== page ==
Well its a future income stream. I wouldn't use the term contrived, I'm sure if you researched it more you would find more reasons why a landowner would like or need to create a passive future income.

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9 hours ago, renting til I die said:

Although this guy is clearly an idiot and the doubling (i.e. 7% increase a year) of the ground rent is clearly too high, the article's title is misleading as they have added up the total ground rent over 190 years! I'm sure he will be dead long before he had paid £1.3b! At worst, if say he lives there for the next 50 years until he pegs it, he will end up paying £77500 in ground rent! And the flat will be unsellable, as anyone with half a brain wouldn't buy with that sort of ground rent cause.

PMSL - £77500 is still 20% more than I paid for a 3-bed semi detached 15 years ago. It's just ground rent for a shit flat. What a scam!

Although, he should have read the T's and C's, so he is a fool.

Edited by dpg50000
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30 minutes ago, moneyfornothing said:

Normally when you buy a house, you pay for land cost + building cost + builders profit.. there should have been a substantial difference in the initial price paid to buy a house as a leasehold as the land cost is not being paid for..did this happen or are the builders having their cake and eating it too?

Spot on.

As someone said above - if a landowner allows someone to build on their land and charges a reasonable annual lease for it then maybe this isn't too bad.

What we are talking about here though is housebuilders buying land 100% of a landowner. Building flats/houses on this land then selling for full whack prices - whilst at the same time keeping the ownership of the land to enable continued income from it.

100% scam IMO. Only reason people accept it is because it's been around for so long folk don't sit back and realise just how much of an **** ******ing they are getting. 

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21 minutes ago, ccc said:

Spot on.

As someone said above - if a landowner allows someone to build on their land and charges a reasonable annual lease for it then maybe this isn't too bad.

What we are talking about here though is housebuilders buying land 100% of a landowner. Building flats/houses on this land then selling for full whack prices - whilst at the same time keeping the ownership of the land to enable continued income from it.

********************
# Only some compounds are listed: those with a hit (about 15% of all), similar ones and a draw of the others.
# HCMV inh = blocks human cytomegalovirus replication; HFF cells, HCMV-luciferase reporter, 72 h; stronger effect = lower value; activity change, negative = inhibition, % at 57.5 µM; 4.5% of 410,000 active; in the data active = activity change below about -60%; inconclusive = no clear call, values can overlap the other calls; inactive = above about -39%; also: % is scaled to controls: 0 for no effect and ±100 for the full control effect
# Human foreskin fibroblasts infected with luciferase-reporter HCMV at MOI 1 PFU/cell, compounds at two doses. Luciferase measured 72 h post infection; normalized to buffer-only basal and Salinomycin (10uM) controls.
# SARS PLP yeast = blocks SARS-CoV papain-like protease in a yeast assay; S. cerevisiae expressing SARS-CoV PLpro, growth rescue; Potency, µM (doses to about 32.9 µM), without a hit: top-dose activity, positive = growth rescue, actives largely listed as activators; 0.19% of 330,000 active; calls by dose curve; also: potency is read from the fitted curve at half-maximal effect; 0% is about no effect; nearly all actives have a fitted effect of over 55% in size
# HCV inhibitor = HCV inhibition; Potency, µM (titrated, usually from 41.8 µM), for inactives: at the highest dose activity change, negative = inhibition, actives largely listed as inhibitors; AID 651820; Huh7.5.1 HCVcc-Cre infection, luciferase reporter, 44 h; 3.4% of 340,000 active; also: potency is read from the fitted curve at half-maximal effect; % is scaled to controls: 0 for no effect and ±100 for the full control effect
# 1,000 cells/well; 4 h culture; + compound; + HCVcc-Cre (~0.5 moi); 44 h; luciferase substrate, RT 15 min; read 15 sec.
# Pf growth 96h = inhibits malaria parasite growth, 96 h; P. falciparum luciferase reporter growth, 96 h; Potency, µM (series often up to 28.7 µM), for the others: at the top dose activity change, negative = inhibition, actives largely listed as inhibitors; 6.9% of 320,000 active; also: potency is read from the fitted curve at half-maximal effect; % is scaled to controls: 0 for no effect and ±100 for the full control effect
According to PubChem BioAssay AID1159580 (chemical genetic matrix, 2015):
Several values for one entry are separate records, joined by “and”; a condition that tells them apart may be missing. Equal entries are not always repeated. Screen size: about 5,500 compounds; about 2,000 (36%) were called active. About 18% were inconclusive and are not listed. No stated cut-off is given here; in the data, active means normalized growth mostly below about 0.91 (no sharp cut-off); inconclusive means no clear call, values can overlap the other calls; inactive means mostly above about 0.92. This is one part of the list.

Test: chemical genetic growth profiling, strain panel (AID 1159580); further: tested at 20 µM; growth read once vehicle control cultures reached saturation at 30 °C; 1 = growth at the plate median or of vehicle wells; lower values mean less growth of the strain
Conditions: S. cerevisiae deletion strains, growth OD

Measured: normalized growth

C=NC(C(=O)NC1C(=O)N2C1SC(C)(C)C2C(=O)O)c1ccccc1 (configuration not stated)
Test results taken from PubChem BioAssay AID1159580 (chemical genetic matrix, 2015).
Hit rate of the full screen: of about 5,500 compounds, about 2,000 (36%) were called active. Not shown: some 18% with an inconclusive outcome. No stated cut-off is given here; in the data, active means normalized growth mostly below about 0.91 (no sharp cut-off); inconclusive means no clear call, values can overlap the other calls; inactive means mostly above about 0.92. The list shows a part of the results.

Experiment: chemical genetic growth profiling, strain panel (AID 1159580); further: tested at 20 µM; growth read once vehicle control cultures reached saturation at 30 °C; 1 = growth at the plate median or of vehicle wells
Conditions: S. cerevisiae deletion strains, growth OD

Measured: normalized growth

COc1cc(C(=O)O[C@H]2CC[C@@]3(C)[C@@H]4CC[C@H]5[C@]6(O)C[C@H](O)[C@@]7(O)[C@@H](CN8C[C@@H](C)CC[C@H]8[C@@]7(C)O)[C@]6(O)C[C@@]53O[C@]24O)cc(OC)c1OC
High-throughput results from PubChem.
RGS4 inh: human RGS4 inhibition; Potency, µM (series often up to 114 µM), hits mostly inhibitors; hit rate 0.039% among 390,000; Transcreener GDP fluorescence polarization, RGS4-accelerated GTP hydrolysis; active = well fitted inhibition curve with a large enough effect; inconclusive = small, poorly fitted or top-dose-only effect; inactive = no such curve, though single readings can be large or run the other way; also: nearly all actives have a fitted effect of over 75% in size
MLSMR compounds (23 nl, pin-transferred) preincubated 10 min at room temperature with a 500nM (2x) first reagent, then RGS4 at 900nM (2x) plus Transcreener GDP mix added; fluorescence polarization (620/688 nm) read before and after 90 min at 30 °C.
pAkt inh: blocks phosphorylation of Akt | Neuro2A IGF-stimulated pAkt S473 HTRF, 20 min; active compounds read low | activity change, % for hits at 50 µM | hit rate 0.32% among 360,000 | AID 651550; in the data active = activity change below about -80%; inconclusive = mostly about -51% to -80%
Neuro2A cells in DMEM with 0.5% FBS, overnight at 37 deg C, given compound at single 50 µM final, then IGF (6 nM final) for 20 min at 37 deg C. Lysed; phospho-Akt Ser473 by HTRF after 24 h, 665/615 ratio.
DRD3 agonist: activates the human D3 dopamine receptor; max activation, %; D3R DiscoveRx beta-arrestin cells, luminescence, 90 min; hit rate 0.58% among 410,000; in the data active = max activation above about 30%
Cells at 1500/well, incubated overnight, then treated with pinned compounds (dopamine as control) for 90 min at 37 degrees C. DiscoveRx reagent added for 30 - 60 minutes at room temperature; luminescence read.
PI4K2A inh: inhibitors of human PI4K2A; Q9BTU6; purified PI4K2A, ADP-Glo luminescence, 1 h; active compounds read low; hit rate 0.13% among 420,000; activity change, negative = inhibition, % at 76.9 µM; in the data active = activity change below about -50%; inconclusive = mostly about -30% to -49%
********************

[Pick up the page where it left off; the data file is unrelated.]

100% scam IMO. Only reason people accept it is because it's been around for so long folk don't sit back and realise just how much of an **** ******ing they are getting. 

I would accept leasehold if buying a flat...but for a house I just don't accept it other than as being a trick and I would require an appropriate discount as compensation.

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15 minutes ago, Wayward said:

I would accept leasehold if buying a flat...but for a house I just don't accept it other than as being a trick and I would require an appropriate discount as compensation.

I still don't see why leasehold is acceptable for flats. A block of flats is really just one big house you own a share of. I would expect to own a share of the land it sits on too.

Unless of course the sales price was low and reflected this of course. Can't see that in the UK.

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3 hours ago, ccc said:

I still don't see why leasehold is acceptable for flats. A block of flats is really just one big house you own a share of. I would expect to own a share of the land it sits on too.

Unless of course the sales price was low and reflected this of course. Can't see that in the UK.

okay interesting but I have never seen shared freeholds for flats in southern England...lots of questions in my mind about how this would work.  With a leasehold we have one party with the superior interest but with shared freehold are all the 'owners' supposed to act as a democracy?...I can foresee disagreements arising...not quite like a hippy commune but you get the idea.